A new thrust to prepare feed SCP from Pichia grown on coal-derived methanol



Researchers from the Chinese Academy of Sciences’ Tianjin Institute of Industrial Biotechnology, led by Wu Xin, recently announced a commercially viable approach to biosynthesize protein that can be used in making animal feed.

Research on synthesizing cellular protein from methanol began in the 1980s, but due to high costs, methanol-synthesized protein products could not compete with soy protein and have not been produced on a large scale.

The yeast strain Pichia pastoris, used in this process, grows by using methanol. Wu’s team collected over 20,000 yeast samples from vineyards, forests and marshlands across China. From those samples, they identified strains capable of efficiently using various sugars and alcohols as carbon sources. And by knocking out specific genes in a wild Pichia pastoris strain, they engineered a yeast with significantly enhanced methanol tolerance and metabolic efficiency.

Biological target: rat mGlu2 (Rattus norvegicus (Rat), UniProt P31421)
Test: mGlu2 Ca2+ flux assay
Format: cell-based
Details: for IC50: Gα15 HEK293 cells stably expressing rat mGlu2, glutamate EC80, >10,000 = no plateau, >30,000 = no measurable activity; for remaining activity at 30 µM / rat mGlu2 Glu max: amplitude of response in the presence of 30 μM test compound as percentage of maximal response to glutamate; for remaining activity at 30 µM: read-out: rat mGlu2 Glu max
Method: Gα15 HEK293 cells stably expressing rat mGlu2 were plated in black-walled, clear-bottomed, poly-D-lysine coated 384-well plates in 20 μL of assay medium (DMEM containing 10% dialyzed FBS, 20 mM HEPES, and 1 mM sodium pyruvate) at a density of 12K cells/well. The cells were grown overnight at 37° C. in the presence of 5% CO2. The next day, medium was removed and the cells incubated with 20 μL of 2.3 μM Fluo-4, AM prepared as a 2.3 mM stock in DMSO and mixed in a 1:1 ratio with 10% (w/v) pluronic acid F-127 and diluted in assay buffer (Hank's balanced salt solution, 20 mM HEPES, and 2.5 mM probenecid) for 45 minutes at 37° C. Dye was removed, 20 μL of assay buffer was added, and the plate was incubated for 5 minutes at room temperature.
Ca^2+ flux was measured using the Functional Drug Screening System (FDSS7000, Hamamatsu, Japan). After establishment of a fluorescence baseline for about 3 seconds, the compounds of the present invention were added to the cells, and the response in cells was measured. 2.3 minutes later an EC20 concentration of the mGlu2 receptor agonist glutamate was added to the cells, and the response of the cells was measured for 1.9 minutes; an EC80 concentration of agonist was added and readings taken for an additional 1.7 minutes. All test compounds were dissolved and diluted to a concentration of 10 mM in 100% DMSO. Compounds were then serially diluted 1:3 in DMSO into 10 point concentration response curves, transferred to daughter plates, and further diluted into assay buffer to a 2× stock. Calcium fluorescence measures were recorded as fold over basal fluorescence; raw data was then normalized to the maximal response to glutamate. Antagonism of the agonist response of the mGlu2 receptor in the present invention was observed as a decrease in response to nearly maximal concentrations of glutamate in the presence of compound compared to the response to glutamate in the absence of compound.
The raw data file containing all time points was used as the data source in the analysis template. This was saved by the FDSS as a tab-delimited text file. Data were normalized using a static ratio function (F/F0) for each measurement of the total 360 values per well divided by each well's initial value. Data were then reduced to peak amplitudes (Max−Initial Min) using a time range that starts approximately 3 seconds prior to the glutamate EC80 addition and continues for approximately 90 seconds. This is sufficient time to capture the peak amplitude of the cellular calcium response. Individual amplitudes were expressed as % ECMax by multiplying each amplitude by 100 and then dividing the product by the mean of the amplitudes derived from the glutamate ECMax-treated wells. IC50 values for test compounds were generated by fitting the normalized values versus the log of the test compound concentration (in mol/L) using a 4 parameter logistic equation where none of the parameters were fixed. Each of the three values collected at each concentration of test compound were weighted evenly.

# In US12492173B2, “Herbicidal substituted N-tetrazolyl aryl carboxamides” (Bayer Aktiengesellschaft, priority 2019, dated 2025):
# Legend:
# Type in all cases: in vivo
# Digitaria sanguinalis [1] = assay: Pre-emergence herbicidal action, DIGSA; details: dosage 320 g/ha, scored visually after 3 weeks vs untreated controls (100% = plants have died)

This engineering raised the conversion rate of methanol to protein to 92 percent, making this protein production method attractive economically. The protein content in the microorganisms ranges from 40 to 85 percent, significantly higher than in natural plants. These organisms also contain a complete amino acid profile, vitamins, inorganic salts, fats and carbohydrates, allowing them to partially replace fishmeal, soybeans, meat and skimmed milk powder in various applications.

China currently imports around 100 million metric tons of soybeans annually, mostly from Brazil and the United States. Despite a national drive to ramp up domestic production in recent years due to vulnerable global supply chains, the country currently produces just around one-fifth of its needs. In a major move to bolster domestic production, the Chinese government last year expanded the commercial use of genetic modification technologies to staple food crops including soybeans. Such technologies have long been restricted to cotton and papaya in the nation.

A new thrust to prepare feed SCP from Pichia grown on coal-derived methanol
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